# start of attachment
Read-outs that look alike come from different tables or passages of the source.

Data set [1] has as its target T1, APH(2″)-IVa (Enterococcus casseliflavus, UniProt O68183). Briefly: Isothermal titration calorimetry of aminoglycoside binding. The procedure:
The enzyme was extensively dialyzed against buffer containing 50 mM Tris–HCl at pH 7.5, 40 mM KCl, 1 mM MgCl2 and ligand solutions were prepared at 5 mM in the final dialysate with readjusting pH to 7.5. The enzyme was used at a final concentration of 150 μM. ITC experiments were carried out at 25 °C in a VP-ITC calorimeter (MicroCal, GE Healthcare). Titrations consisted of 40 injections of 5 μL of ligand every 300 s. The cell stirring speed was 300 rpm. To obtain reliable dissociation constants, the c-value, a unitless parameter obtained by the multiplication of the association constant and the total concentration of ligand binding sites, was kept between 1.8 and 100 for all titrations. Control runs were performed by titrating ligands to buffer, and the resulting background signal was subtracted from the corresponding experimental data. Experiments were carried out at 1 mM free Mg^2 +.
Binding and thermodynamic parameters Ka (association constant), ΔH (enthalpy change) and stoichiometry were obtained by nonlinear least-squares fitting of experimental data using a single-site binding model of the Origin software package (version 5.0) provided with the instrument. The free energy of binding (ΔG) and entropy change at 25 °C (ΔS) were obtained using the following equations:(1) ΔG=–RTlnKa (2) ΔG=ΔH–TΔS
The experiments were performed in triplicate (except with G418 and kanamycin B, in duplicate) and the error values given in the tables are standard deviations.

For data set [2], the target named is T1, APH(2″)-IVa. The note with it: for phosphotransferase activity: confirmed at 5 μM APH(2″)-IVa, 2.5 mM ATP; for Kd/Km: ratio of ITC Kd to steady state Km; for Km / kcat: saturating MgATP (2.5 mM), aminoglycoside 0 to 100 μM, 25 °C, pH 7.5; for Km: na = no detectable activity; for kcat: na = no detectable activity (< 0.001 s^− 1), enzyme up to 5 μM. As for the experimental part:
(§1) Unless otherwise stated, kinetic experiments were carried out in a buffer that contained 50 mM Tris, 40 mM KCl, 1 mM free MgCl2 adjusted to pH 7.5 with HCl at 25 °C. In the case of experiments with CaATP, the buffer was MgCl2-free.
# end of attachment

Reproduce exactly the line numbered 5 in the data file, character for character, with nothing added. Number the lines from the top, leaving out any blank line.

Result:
The experiments were performed in triplicate (except with G418 and kanamycin B, in duplicate) and the error values given in the tables are standard deviations.